Darsham Nurseries Cafe, potager, kitchen garden, vegetables from seed, harvesting vegetables,
The Daily Dibber

Kitchen gardener for the Darsham Nurseries Cafe. Seedaholic. Grower and lover of food and flowers.

Cracking Kale

Cracking Kale 15th October 2015

A gardeners ‘favourite vegetable’ is an ever-changing and sensitive subject. Currently for me ,it’s kale.
Kale seeds will happily germinate as long as it’s above 5 degrees, and as long as you respect their root system’s private nature, by giving them little disturbance, they are very easy to grow. They eventually become stunning plants, the green and purple tones look their best this time of the year.

Kale is apparently nutritionally superior to most other brassicas and is extremely tasty. It’s versatile too; it can be cooked with pasta, just steamed or stir fried, added to smoothies and even baked into kale crisps.

In the potager the kales are invaluable. ‘Cavalo Nero’ does indeed resemble a little palm tree hence one of its other common names – palm cabbage. ‘Red Russian’ is as eye-catching as any of the beautiful autumn shrubs in the nursery. ‘Dwarf Blue Curled’ is nearly ready to be transplanted and I am hopeful that it will become a distinct low edging in the brassica beds.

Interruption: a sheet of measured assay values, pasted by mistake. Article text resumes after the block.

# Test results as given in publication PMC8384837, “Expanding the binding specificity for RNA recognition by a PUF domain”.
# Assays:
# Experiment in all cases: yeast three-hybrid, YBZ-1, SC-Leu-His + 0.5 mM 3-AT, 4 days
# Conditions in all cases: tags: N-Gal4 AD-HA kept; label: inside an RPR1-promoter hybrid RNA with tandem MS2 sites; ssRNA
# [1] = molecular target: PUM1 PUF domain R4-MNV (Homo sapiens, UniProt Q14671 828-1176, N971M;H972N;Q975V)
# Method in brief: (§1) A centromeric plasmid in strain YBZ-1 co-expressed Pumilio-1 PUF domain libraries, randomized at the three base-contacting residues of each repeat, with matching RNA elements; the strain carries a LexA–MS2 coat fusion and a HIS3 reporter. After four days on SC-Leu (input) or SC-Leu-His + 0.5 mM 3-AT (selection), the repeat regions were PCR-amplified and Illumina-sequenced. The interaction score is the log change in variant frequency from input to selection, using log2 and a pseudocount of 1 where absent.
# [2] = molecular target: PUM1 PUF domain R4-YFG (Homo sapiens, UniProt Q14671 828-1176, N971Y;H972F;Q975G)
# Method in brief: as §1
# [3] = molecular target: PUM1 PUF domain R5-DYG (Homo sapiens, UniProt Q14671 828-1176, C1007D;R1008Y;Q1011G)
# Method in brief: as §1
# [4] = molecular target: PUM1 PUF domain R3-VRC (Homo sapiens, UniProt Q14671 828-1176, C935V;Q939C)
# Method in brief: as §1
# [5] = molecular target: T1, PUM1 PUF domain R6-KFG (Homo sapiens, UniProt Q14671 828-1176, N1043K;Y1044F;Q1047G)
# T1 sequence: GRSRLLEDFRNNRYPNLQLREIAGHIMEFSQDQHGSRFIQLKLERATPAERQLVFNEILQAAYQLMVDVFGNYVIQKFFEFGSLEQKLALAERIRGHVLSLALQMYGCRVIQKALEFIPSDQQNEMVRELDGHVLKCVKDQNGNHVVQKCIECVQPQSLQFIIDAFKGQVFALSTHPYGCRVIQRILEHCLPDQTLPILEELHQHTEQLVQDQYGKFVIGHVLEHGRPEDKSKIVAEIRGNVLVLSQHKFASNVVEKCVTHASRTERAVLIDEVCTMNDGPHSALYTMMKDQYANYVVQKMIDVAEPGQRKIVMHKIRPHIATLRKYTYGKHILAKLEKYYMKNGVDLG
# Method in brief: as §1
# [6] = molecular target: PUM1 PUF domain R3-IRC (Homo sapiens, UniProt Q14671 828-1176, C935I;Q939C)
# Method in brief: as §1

For the first time, we have grown some ornamental kales, and the more mature plants can be seen in the aged terracotta pots dotted about the potager. ‘Peacock Red’ is not yet fully grown and already has incredibly intricate veined frilly leaves. Apparently if you get really hungry they will make a respectable soup.

Ornamental Kale 'Peacock Red'

Ornamental Kale ‘Peacock Red’

Another new addition is Kalettes, a cross between kale and Brussel sprouts known also as flower sprouts. When the kalettes start forming, remove the top leaves (cooks and tastes just like kale ) so that the plant can direct its energy towards forming larger flower sprouts. The sprouts resemble tiny purple cabbages, each one surrounded by little green frilly leaves.
To date the downside to kalettes is the patience required before you get a harvest. The seeds were sown in March, so it feels like a few more weeks of waiting and we would be hanging balloons in the window.

limegarden@sky.com • 2nd November 2015

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